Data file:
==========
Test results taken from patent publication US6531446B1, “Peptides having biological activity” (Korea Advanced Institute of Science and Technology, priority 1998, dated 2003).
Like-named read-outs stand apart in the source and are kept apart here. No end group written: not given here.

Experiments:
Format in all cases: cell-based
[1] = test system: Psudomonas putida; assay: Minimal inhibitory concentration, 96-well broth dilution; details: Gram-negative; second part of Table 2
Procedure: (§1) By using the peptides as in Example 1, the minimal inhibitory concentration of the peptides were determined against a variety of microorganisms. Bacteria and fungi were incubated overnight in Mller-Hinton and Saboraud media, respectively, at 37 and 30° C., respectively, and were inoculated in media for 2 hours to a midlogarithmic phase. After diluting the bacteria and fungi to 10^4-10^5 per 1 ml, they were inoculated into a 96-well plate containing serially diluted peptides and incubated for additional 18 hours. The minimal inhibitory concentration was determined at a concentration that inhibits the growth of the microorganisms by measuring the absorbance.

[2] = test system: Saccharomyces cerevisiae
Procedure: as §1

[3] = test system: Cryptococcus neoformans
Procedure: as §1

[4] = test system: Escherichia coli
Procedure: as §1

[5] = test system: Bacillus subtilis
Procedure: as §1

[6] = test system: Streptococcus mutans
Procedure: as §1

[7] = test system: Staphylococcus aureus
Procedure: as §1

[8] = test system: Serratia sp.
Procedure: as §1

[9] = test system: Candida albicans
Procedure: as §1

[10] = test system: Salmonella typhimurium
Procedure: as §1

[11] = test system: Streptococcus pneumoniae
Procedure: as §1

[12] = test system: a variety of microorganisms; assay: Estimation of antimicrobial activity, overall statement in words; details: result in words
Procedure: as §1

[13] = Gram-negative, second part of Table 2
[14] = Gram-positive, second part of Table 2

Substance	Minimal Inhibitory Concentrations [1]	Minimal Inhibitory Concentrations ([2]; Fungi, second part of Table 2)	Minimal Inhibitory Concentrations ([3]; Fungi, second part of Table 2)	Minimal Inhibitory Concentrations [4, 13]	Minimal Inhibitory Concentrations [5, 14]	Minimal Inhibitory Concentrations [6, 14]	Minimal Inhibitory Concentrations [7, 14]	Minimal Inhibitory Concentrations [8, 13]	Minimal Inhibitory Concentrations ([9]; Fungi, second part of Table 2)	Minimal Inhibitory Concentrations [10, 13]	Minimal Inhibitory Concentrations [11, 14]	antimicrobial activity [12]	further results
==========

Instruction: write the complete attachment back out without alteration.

Test results taken from patent publication US6531446B1, “Peptides having biological activity” (Korea Advanced Institute of Science and Technology, priority 1998, dated 2003).
Like-named read-outs stand apart in the source and are kept apart here. No end group written: not given here.

Experiments:
Format in all cases: cell-based
[1] = test system: Psudomonas putida; assay: Minimal inhibitory concentration, 96-well broth dilution; details: Gram-negative; second part of Table 2
Procedure: (§1) By using the peptides as in Example 1, the minimal inhibitory concentration of the peptides were determined against a variety of microorganisms. Bacteria and fungi were incubated overnight in Mller-Hinton and Saboraud media, respectively, at 37 and 30° C., respectively, and were inoculated in media for 2 hours to a midlogarithmic phase. After diluting the bacteria and fungi to 10^4-10^5 per 1 ml, they were inoculated into a 96-well plate containing serially diluted peptides and incubated for additional 18 hours. The minimal inhibitory concentration was determined at a concentration that inhibits the growth of the microorganisms by measuring the absorbance.

[2] = test system: Saccharomyces cerevisiae
Procedure: as §1

[3] = test system: Cryptococcus neoformans
Procedure: as §1

[4] = test system: Escherichia coli
Procedure: as §1

[5] = test system: Bacillus subtilis
Procedure: as §1

[6] = test system: Streptococcus mutans
Procedure: as §1

[7] = test system: Staphylococcus aureus
Procedure: as §1

[8] = test system: Serratia sp.
Procedure: as §1

[9] = test system: Candida albicans
Procedure: as §1

[10] = test system: Salmonella typhimurium
Procedure: as §1

[11] = test system: Streptococcus pneumoniae
Procedure: as §1

[12] = test system: a variety of microorganisms; assay: Estimation of antimicrobial activity, overall statement in words; details: result in words
Procedure: as §1

[13] = Gram-negative, second part of Table 2
[14] = Gram-positive, second part of Table 2

Substance	Minimal Inhibitory Concentrations [1]	Minimal Inhibitory Concentrations ([2]; Fungi, second part of Table 2)	Minimal Inhibitory Concentrations ([3]; Fungi, second part of Table 2)	Minimal Inhibitory Concentrations [4, 13]	Minimal Inhibitory Concentrations [5, 14]	Minimal Inhibitory Concentrations [6, 14]	Minimal Inhibitory Concentrations [7, 14]	Minimal Inhibitory Concentrations [8, 13]	Minimal Inhibitory Concentrations ([9]; Fungi, second part of Table 2)	Minimal Inhibitory Concentrations [10, 13]	Minimal Inhibitory Concentrations [11, 14]	antimicrobial activity [12]	further results